Ultimate fighting -- mixed martial arts competition between professional fighters which includes ju-jitsu, judo, boxing, kick0boxing and wrestling techniques -- is among the fastest-growing sports in the world today, outselling and outperforming boxing and indeed any other ring or combat sport. Coming live to the UK in April 2007 UFC sold out the Manchester MEN Arena, followed by further sell-out perfomances in Belfast in June and London in September at the 20,000-plus capacity O2. Matt Hughes, nine times UFC World Welterweight Champion, with a record of 42 wins from 48 fights to date, is the most dynamic figure in this hottest and most happening of sports. Here he recounts his sensational rise to stardom, from growing up on the family farm in Illinois to breaking records in the octagon in front of 20,000 live fans and 4 million television viewers.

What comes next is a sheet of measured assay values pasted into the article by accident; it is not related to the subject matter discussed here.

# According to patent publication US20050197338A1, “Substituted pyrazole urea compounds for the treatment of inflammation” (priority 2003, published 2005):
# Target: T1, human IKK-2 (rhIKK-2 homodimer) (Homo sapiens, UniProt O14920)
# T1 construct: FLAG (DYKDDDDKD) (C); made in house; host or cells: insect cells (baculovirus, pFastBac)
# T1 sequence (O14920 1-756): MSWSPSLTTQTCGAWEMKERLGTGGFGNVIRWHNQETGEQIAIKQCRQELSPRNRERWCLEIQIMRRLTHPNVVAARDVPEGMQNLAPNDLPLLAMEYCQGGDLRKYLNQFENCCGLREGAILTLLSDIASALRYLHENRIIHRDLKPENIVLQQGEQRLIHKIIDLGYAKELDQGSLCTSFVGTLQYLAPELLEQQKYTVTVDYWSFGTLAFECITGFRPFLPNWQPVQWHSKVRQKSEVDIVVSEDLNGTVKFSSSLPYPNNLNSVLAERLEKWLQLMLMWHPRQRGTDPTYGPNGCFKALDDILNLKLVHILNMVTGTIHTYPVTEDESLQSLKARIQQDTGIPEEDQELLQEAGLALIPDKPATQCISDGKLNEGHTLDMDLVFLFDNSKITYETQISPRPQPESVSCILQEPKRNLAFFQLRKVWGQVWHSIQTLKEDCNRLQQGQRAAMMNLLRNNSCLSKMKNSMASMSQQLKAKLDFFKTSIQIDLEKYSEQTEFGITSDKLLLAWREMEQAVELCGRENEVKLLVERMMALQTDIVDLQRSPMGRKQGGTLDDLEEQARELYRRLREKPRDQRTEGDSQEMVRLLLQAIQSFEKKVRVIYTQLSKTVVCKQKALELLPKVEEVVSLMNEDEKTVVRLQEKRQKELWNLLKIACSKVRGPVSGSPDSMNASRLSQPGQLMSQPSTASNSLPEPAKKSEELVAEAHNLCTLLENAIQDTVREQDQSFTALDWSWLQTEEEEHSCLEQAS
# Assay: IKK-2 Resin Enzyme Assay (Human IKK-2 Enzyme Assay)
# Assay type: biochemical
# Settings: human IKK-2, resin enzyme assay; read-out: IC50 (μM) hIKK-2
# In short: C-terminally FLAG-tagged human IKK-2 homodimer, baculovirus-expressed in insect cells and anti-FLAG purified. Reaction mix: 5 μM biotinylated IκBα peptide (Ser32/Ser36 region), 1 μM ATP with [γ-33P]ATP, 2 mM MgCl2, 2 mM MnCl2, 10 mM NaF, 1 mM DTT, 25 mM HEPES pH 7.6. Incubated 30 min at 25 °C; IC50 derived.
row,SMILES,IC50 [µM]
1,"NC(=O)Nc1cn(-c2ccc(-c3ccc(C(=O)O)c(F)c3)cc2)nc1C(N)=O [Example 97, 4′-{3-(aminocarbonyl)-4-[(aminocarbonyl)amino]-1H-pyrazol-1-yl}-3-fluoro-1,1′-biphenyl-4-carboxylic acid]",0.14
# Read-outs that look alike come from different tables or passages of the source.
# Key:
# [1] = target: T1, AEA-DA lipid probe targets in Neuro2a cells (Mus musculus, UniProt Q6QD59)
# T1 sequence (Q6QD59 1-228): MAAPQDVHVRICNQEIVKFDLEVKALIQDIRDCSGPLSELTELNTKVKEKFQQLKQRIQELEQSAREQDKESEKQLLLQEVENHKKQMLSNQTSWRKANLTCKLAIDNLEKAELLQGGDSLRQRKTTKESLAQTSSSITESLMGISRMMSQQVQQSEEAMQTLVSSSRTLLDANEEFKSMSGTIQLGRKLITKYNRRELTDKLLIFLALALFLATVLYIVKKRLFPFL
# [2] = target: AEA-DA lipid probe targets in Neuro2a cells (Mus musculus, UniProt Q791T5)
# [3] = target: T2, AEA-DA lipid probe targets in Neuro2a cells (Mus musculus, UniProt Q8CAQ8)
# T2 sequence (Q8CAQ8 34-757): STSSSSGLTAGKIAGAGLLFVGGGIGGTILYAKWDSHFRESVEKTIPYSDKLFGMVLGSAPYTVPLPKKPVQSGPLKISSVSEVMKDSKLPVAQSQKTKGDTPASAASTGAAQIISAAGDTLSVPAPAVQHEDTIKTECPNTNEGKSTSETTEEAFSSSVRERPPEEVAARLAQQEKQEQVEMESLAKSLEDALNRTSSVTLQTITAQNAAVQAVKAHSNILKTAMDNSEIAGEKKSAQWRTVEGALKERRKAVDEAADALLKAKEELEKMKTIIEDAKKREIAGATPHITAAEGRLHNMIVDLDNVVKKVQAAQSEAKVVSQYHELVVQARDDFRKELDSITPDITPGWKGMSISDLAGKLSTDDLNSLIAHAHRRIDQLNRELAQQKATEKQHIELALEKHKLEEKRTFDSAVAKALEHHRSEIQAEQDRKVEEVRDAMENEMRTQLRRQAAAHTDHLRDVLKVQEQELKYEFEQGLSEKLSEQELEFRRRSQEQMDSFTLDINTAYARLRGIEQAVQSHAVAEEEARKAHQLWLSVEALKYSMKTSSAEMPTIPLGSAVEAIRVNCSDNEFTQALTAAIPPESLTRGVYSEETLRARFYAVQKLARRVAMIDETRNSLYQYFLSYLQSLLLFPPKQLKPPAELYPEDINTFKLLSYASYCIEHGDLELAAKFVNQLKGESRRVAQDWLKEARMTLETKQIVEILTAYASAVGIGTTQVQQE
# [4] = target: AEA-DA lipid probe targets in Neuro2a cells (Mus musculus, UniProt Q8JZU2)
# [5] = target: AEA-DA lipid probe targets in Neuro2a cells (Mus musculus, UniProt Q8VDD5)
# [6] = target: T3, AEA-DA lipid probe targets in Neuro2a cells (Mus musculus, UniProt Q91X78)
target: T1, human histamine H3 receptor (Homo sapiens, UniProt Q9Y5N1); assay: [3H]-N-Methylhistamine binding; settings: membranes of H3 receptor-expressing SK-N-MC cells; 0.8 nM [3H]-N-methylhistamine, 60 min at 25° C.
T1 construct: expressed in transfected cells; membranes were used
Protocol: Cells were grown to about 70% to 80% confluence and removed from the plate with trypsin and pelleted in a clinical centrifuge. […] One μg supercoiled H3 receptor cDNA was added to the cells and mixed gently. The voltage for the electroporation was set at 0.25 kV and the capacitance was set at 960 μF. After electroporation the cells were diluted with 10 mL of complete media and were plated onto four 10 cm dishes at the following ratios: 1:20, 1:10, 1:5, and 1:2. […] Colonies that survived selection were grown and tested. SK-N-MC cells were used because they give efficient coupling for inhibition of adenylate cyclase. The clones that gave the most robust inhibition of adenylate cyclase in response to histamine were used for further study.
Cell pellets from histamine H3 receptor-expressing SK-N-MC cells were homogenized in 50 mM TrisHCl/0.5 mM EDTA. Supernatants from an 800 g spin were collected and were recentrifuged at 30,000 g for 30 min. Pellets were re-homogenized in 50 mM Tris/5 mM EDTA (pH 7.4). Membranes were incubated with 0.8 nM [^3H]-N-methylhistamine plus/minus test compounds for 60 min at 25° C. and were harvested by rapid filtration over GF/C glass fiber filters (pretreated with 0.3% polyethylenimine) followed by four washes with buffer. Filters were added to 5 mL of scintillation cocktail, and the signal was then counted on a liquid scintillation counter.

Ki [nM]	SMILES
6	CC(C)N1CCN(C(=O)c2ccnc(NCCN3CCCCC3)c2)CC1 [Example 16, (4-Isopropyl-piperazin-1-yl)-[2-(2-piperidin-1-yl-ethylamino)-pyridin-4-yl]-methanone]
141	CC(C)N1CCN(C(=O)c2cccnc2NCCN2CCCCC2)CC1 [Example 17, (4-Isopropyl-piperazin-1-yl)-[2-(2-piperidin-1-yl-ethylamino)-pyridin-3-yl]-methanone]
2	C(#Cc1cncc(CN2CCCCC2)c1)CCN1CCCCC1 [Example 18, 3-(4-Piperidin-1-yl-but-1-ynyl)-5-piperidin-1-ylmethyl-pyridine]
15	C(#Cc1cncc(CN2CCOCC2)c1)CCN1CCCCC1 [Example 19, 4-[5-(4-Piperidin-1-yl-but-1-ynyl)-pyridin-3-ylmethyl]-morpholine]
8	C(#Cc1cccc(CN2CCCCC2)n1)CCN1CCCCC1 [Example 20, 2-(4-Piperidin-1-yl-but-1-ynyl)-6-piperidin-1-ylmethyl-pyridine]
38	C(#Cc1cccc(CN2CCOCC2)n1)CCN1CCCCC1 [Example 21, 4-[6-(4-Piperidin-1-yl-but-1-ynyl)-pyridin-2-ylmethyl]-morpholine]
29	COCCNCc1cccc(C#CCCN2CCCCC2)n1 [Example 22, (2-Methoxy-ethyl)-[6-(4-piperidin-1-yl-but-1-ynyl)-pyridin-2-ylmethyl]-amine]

There is a crisis of truth in our time, asserts Michael Horton, even in our evangelical church. And it is due at least in part to our cultural accommodation. Horton believes the time has come to call evangelicals back to faith and truth.
The stuff of American life! It's at the heart of the American Dream: Invent a new product that fills a need, strikes a nerve or just seems like good fun and then--bang! Amass a fortune selling it to the world! Made in America tells over 200 such stories of "the little (and big) products that could." Inventions and innovations that changed the world in ways both large and small are featured, from the accidental creations of icons like Coca-Cola and the Slinky to culture-changing technology such as Microsoft and Google - with loads of Americana in-between. Trivia fans and American history buffs will love these quick fact-filled profiles.